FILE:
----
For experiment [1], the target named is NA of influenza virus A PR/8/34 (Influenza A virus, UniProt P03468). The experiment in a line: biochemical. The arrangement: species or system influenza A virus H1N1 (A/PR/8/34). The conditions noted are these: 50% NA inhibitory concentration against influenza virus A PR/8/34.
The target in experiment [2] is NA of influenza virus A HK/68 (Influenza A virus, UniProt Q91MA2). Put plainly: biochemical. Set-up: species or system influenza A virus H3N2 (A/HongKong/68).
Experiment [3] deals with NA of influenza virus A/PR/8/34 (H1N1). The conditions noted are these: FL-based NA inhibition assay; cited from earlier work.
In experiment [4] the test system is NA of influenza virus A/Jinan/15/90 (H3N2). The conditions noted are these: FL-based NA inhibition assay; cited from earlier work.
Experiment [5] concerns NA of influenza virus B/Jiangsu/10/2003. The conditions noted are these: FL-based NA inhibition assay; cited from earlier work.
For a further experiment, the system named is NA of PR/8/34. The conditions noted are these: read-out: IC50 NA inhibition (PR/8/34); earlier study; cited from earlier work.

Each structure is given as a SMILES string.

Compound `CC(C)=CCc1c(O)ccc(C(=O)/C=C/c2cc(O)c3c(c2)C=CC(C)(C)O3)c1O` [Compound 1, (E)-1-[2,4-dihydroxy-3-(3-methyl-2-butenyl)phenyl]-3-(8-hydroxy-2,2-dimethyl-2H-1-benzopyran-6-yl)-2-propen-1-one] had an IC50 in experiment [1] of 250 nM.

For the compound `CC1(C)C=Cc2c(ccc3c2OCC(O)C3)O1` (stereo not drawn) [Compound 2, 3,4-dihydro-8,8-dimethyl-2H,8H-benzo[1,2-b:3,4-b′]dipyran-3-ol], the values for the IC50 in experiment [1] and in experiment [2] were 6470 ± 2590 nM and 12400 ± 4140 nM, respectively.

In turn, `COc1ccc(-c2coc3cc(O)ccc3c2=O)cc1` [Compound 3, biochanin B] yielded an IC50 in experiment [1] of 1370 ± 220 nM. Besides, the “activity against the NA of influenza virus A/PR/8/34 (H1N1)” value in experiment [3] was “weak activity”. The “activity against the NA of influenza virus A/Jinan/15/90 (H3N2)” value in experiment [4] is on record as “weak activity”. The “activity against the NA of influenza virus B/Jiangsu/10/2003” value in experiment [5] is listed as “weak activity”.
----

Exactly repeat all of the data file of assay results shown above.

For experiment [1], the target named is NA of influenza virus A PR/8/34 (Influenza A virus, UniProt P03468). The experiment in a line: biochemical. The arrangement: species or system influenza A virus H1N1 (A/PR/8/34). The conditions noted are these: 50% NA inhibitory concentration against influenza virus A PR/8/34.
The target in experiment [2] is NA of influenza virus A HK/68 (Influenza A virus, UniProt Q91MA2). Put plainly: biochemical. Set-up: species or system influenza A virus H3N2 (A/HongKong/68).
Experiment [3] deals with NA of influenza virus A/PR/8/34 (H1N1). The conditions noted are these: FL-based NA inhibition assay; cited from earlier work.
In experiment [4] the test system is NA of influenza virus A/Jinan/15/90 (H3N2). The conditions noted are these: FL-based NA inhibition assay; cited from earlier work.
Experiment [5] concerns NA of influenza virus B/Jiangsu/10/2003. The conditions noted are these: FL-based NA inhibition assay; cited from earlier work.
For a further experiment, the system named is NA of PR/8/34. The conditions noted are these: read-out: IC50 NA inhibition (PR/8/34); earlier study; cited from earlier work.

Each structure is given as a SMILES string.

Compound `CC(C)=CCc1c(O)ccc(C(=O)/C=C/c2cc(O)c3c(c2)C=CC(C)(C)O3)c1O` [Compound 1, (E)-1-[2,4-dihydroxy-3-(3-methyl-2-butenyl)phenyl]-3-(8-hydroxy-2,2-dimethyl-2H-1-benzopyran-6-yl)-2-propen-1-one] had an IC50 in experiment [1] of 250 nM.

For the compound `CC1(C)C=Cc2c(ccc3c2OCC(O)C3)O1` (stereo not drawn) [Compound 2, 3,4-dihydro-8,8-dimethyl-2H,8H-benzo[1,2-b:3,4-b′]dipyran-3-ol], the values for the IC50 in experiment [1] and in experiment [2] were 6470 ± 2590 nM and 12400 ± 4140 nM, respectively.

In turn, `COc1ccc(-c2coc3cc(O)ccc3c2=O)cc1` [Compound 3, biochanin B] yielded an IC50 in experiment [1] of 1370 ± 220 nM. Besides, the “activity against the NA of influenza virus A/PR/8/34 (H1N1)” value in experiment [3] was “weak activity”. The “activity against the NA of influenza virus A/Jinan/15/90 (H3N2)” value in experiment [4] is on record as “weak activity”. The “activity against the NA of influenza virus B/Jiangsu/10/2003” value in experiment [5] is listed as “weak activity”.